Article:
Simple Recommendations For Shoe Fitting
Leonardo da Vinci once said, “The human foot is a masterpiece of engineering, and a work of art.” 26 bones, 33 joints, and over 100 ligaments and tendons allow the foot to be mobile enough to absorb the impact with the ground, adaptable enough to maximize balance on uneven surfaces, and rigid enough when needed for push off mechanics.
Given the complexity that is our feet, and the variety of options available for shoe wear, it is easy to understand why getting the right pair of shoes can be such a frustrating and time consuming activity for so many people, and it is a frequent topic of conversation when patients arrive for their initial or follow up visits.
According to the Academy of Orthopedic Surgeons, more than 43 million Americans, or one in every six people, develop a significant foot injury over the course of their life that results in costs exceeding $3.5 Billion per year. In addition, it is estimated that greater than 80% of women and 60% of men are routinely wearing ill fitting shoes. Given that over the course of a lifetime, the average person will purchase between 450-600 pairs of shoes, good decision making when shoe shopping is critical.
Here is a list of the most common recommendations:
Fit Shoes in the Afternoon or Evening
Feet can swell and spread over the course of a normal day, changing its overall shape. This makes late afternoon or evening an ideal time to assess the fit of your foot in a particular shoe.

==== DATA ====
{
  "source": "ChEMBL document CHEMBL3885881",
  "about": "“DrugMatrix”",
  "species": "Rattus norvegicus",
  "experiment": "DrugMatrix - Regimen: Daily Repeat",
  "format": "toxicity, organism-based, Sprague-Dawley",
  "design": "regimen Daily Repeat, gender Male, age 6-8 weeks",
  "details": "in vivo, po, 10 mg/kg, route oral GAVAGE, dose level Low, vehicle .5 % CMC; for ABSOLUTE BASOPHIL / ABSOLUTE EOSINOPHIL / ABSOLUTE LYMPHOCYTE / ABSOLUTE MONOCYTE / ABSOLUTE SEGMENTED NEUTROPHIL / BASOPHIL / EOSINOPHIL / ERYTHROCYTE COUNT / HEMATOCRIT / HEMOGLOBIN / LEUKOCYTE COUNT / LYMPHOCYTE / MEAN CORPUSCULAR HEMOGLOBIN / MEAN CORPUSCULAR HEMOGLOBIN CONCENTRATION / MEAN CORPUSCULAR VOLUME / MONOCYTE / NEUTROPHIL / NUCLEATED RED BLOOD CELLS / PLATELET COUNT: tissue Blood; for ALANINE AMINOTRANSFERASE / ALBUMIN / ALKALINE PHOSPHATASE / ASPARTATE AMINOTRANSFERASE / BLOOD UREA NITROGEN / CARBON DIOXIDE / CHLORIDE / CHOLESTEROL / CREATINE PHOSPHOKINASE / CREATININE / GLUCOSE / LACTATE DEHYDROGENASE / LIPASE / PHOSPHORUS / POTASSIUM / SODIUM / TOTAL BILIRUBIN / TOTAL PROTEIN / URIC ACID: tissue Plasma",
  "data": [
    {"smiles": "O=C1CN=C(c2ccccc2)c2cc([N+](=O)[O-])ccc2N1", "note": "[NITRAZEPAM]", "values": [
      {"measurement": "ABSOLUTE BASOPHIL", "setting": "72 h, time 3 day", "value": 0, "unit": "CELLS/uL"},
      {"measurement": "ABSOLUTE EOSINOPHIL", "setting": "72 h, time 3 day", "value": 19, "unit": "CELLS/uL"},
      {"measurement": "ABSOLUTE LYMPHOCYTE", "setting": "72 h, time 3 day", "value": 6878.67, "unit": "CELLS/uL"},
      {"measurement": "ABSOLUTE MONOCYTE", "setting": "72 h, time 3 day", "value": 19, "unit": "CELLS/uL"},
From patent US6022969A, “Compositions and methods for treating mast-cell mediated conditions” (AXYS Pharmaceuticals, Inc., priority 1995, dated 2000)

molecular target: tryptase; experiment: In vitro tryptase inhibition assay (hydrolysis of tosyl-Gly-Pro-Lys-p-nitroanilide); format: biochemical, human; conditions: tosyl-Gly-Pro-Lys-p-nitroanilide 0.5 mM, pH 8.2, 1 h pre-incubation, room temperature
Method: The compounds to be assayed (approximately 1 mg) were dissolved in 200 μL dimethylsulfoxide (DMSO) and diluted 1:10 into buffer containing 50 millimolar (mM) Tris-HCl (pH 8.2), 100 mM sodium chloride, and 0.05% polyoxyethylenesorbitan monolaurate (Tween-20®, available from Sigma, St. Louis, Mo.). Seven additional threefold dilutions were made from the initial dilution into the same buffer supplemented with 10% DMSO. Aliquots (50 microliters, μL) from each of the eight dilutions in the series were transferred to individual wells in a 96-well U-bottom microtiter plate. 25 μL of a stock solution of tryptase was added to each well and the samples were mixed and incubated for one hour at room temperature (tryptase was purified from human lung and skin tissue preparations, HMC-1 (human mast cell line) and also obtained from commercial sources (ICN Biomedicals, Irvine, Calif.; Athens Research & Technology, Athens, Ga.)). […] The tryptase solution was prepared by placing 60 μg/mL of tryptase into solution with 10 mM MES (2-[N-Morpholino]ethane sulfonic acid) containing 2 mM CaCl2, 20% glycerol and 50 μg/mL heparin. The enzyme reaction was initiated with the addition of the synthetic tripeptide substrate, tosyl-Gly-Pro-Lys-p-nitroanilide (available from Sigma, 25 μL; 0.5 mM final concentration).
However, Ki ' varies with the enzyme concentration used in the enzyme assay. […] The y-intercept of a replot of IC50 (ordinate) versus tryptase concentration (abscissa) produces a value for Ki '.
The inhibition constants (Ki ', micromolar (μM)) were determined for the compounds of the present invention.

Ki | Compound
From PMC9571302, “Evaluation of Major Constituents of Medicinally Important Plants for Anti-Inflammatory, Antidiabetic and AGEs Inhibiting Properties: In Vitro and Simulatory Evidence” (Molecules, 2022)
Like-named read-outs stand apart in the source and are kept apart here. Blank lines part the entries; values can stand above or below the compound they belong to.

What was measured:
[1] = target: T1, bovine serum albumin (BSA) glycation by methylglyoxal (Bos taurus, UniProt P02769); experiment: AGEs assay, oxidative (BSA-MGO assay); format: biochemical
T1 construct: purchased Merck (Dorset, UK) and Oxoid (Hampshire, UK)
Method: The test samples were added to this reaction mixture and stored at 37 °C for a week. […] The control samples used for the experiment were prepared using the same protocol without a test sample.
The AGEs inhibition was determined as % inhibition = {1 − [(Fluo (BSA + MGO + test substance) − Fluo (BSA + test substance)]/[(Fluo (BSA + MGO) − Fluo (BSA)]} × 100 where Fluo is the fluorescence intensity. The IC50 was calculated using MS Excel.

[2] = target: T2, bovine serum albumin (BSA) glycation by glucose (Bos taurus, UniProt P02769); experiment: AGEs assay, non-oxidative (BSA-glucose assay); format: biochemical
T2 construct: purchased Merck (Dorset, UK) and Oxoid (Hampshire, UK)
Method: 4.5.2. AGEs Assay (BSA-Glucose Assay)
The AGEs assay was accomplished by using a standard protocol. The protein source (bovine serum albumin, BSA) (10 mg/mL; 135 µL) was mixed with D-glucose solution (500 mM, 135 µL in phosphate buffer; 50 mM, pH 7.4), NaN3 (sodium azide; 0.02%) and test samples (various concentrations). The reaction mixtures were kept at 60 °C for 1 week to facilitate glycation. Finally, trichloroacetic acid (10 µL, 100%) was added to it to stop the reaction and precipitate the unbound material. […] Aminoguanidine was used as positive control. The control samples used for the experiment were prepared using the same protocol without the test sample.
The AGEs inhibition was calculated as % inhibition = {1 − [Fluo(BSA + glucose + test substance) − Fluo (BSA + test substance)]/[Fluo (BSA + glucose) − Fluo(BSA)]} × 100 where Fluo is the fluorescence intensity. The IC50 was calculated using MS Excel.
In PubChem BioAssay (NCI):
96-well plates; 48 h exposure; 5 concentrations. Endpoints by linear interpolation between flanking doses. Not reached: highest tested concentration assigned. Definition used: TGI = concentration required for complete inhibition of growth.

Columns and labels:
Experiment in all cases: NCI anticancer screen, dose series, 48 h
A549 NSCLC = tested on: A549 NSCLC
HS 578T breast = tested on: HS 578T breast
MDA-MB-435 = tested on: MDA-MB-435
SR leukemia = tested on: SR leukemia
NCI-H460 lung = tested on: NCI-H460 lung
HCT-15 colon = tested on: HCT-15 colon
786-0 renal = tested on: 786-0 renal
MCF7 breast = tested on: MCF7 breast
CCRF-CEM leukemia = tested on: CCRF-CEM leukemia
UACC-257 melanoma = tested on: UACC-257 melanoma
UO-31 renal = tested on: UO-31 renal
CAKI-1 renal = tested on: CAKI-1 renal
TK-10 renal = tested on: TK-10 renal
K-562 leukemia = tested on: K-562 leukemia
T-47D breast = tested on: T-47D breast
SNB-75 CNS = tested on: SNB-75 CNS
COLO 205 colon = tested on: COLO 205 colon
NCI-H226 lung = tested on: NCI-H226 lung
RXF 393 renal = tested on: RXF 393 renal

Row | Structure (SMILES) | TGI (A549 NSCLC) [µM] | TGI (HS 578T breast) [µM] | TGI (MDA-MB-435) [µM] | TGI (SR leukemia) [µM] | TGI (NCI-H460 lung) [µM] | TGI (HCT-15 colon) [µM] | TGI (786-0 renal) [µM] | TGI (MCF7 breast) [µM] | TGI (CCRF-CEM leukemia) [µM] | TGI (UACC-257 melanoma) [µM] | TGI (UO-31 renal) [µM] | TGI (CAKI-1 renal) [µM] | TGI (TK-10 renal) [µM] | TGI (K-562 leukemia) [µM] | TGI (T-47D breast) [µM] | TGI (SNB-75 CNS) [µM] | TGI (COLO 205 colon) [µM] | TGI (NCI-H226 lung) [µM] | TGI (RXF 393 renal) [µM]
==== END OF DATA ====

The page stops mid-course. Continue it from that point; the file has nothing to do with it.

Measure Both Feet While Standing
75% of people that are right handed have a larger left foot. Using a Brannock measuring device, stand in a 1/2 squat to measure the length and width of each foot independently. When you walk, as your heel lifts off the ground, the forefoot spreads and adapts to the surface you are standing on to provide optimal balance. A shoe should not interfere with your foot’s natural mechanics, and will allow for a more efficient stride, and less need for compensation.
Fit For Comfort
The literature indicates that the most important factor in selecting a shoe should be focused on how they feel when they first put the shoes on. A shoe that does not feel good initially, will never magically feel good later, regardless of the marketing, or cost, or reputation it has.
Alignment of Knee
With both shoes on, perform a 1/2 squat. In this position the bottom most point of the knee cap should align with the space between the first and second toe. If you want to be “high tech” about it try using a laser pointer to easily visualize this (see video). If the alignment is to the inside of the big toe, then the shoe might be too soft. If the alignment is to the outside of the second toe, the shoe might be too rigid. These deviations can be due to weak foot musculature and not always as a result of structural problems, but this is a discussion for a different blog.
Pronation / Supination
With both shoes on and in a 1/2 squat position, twist from side to side. The shoe should always allow for both pronation and supination (rolling of the foot and ankle in and out) to occur as they are both important to proper foot mechanics (see video)
It is important to remember that buying new shoes as a strategy for treating pain is not a good long-term solution, but it can be part of a multi-facetted approach that includes proper assessment with an accurate diagnosis of the underlying problem. In addition, these recommendations do not substitute the need for a knowledgeable shoe salesperson that understands the inventory available and the inherent characteristics of each shoe model. All of these are essential to a complete, long-lasting recovery.